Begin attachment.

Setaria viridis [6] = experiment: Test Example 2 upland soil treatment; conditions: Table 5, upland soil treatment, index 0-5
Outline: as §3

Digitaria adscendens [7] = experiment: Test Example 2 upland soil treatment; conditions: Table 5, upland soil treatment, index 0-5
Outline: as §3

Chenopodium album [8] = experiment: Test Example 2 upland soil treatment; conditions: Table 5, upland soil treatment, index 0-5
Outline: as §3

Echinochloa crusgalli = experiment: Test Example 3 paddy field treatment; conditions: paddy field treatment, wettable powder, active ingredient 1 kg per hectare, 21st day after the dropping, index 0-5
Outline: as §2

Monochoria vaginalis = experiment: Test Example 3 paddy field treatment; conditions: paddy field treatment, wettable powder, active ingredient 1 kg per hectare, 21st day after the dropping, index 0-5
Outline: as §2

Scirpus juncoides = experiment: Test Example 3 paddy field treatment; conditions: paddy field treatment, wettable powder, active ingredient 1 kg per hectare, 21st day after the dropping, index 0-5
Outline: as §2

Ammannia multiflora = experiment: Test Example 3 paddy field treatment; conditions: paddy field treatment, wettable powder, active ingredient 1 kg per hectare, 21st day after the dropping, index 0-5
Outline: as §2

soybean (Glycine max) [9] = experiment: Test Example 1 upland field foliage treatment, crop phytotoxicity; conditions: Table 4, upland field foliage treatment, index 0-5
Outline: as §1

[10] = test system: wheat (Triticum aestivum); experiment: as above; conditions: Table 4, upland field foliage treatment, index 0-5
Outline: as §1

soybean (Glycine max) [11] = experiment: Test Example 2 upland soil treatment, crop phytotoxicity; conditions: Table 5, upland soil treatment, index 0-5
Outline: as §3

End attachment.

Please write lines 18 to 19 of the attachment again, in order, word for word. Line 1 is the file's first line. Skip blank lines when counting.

Outline: as §1

soybean (Glycine max) [11] = experiment: Test Example 2 upland soil treatment, crop phytotoxicity; conditions: Table 5, upland soil treatment, index 0-5